The South Carolina House voted in the wee hours of Thursday morning to approve a bill removing the Confederate flag from the Statehouse grounds following a contentious debate that lasted more than 13 hours. But it was a fiery 4-minute speech by Rep. Jenny Horne, a Republican state representative and descendant of Confederate President Jefferson Davis, that is being credited with moving her fellow lawmakers to agree to take it down.
Japanese automaker Honda on Thursday said it was recalling another 4.5 million vehicles globally, as a scare over a deadly defect in Takata-made airbags widens. The most recent confirmed victim was a woman in Los Angeles who died last year after the defective inflator in a 2001 Honda Civic ruptured, firing metal shards at her. "Like other carmakers, we are investigating vehicles on the market in connection with this issue, and we found that some inflators have uneven gas density, which we worry could do some harm," a Honda spokesman said.
By Harriet McLeod CHARLESTON, S.C. (Reuters) - The campaign to remove the Confederate battle flag from South Carolina's capitol grounds dragged on into the night in a marathon session on Wednesday as the House of Representatives debated the banner symbolizing slavery and racism for many and Southern heritage for others. Tempers began to fray as the debate moved into its 12th hour as Republicans launched dozens of amendments seeking to soften the impact of a proposed law to take down the flag and move it to a museum. The state Senate first took up the bill on Monday less than three weeks after nine black worshippers were gunned down on June 17 during a Bible study at a historically black church in Charleston.
By David Alexander WASHINGTON (Reuters) - Lawmakers on Wednesday sharply criticized long-announced U.S. Army plans to cut nearly 60,000 soldiers and civilian personnel due to tight budgets, warning it was risky and short-sighted at a time of Middle East conflict and rising tensions with Russia. Senator John McCain, the Republican head of the Armed Services Committee, called the decision to cut 40,000 soldiers and 17,000 civilian personnel "another dangerous consequence of budget-driven strategy" pursued by President Barack Obama. Republican presidential contender Jeb Bush told veterans in Hudson, New Hampshire, that the United States "can't lead without a strong military" and pursuit of the planned cuts would leave the country with "the smallest Army that we've had since the start of World War Two." The cuts would reduce the active-duty Army from about 490,000 soldiers to about 450,000.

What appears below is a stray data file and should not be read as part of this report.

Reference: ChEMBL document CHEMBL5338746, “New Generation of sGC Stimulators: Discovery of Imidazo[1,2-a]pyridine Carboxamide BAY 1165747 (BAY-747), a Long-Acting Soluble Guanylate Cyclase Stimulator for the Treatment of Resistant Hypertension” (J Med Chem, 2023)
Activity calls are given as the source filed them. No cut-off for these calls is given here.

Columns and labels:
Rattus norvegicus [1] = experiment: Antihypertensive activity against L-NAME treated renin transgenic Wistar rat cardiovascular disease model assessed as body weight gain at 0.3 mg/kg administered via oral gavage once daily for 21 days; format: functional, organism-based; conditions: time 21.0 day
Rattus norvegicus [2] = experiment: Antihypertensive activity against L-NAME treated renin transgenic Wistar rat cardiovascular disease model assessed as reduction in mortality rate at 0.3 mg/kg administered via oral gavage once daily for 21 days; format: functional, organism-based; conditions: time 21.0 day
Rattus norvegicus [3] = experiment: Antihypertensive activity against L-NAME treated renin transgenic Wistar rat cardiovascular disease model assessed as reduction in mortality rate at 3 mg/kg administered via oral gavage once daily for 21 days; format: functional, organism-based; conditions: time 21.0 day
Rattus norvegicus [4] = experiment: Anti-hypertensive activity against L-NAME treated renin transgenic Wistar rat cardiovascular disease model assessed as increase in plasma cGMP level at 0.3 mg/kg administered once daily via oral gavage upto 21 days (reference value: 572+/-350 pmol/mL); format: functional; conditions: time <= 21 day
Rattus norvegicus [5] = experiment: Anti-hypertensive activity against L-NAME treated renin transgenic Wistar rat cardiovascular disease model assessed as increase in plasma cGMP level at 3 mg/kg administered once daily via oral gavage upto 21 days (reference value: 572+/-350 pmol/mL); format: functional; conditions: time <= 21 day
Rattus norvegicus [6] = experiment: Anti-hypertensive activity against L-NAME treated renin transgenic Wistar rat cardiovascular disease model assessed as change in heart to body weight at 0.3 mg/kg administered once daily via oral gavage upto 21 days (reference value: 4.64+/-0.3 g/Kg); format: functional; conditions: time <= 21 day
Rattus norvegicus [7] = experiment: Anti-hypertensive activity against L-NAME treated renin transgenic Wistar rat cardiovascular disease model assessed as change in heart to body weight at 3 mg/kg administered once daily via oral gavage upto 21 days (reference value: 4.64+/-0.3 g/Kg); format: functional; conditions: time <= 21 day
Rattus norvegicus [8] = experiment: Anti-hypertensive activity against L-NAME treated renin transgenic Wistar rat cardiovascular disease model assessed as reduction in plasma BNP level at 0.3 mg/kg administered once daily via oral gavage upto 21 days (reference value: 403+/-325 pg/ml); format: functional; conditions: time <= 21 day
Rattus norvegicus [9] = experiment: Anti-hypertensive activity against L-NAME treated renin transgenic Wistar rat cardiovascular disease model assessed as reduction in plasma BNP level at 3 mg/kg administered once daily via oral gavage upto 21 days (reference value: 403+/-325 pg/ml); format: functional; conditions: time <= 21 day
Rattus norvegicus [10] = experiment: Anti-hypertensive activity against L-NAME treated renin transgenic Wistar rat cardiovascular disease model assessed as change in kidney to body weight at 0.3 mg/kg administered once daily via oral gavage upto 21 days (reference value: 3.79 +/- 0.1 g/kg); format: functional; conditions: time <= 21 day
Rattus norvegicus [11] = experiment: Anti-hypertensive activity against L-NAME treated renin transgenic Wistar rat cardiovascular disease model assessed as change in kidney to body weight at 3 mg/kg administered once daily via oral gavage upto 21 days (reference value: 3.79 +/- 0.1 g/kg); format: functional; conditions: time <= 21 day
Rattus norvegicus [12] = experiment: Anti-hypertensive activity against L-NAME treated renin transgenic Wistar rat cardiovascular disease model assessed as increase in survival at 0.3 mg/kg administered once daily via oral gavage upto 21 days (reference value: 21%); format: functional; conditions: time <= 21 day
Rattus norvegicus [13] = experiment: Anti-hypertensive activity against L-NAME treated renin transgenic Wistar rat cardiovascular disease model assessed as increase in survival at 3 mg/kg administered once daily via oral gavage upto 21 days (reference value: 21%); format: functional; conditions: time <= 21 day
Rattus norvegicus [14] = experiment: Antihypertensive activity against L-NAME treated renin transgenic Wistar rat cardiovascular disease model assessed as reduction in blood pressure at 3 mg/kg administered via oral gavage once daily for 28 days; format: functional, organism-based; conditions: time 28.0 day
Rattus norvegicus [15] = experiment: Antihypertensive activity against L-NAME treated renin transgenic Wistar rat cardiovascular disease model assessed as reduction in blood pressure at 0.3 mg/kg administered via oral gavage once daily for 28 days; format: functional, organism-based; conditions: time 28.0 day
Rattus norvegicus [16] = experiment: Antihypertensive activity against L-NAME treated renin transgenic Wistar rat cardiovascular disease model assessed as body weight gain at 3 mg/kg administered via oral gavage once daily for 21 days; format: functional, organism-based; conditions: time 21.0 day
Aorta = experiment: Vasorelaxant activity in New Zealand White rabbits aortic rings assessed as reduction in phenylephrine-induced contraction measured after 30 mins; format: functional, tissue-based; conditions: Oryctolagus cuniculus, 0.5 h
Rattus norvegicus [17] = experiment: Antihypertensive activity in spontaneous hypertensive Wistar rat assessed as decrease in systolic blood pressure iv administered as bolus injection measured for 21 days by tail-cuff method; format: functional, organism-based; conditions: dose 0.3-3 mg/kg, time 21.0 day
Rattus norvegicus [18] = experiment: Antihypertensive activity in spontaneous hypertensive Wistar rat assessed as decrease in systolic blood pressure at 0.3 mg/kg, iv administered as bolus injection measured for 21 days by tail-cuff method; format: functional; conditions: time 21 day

The Obama administration was criticized by lawmakers on Wednesday over U.S. Army plans to cut nearly 60,000 soldiers and civilian personnel, warning the reductions were risky for U.S. forces at a time of conflict in the Middle East and rising tensions with Russia. Senator John McCain, the Republican head of the Armed Services Committee, called the plan to cut 40,000 soldiers and 17,000 civilian personnel "another dangerous consequence of budget-driven strategy" pursued by President Barack Obama. The cuts would reduce the active-duty Army from about 490,000 soldiers to about 450,000, its smallest number since before the United States entered World War Two.
By Alana Wise NEW YORK (Reuters) - Almost two-thirds of Republicans oppose the Supreme Court’s backing of gay marriage, according to a Reuters/Ipsos poll, which gives hope for conservative presidential candidates who have come out strongly against marriage equality. Republicans would struggle to make opposition to same-sex marriage a winning issue in next November’s general election because more than half of Americans support it, according to the online survey.
By Donna Owens BALTIMORE (Reuters) - Embattled Baltimore Police Commissioner Anthony Batts was fired on Wednesday following criticism of his handling of rioting triggered by the death of a black man from injuries suffered in police custody and a subsequent surge in homicides. Mayor Stephanie Rawlings-Blake said in a brief statement that she was replacing Batts as head of the 2,500-officer department. Batts, who came to the Baltimore force from California in September 2012, received sharp criticism for his handling of rioting that followed the funeral of 25-year-old Freddie Gray on April 27.
U.S. Homeland Security Secretary Jeh Johnson said technical problems reported on Wednesday by United Airlines and the New York Stock Exchange were apparently not related to "nefarious" activity. "I have spoken to the CEO of United, Jeff Smisek, myself. It appears from what we know at this stage that the malfunctions at United and the stock exchange were not the result of any nefarious actor," Johnson said during a speech at the Center for Strategic and International Studies, a Washington think tank.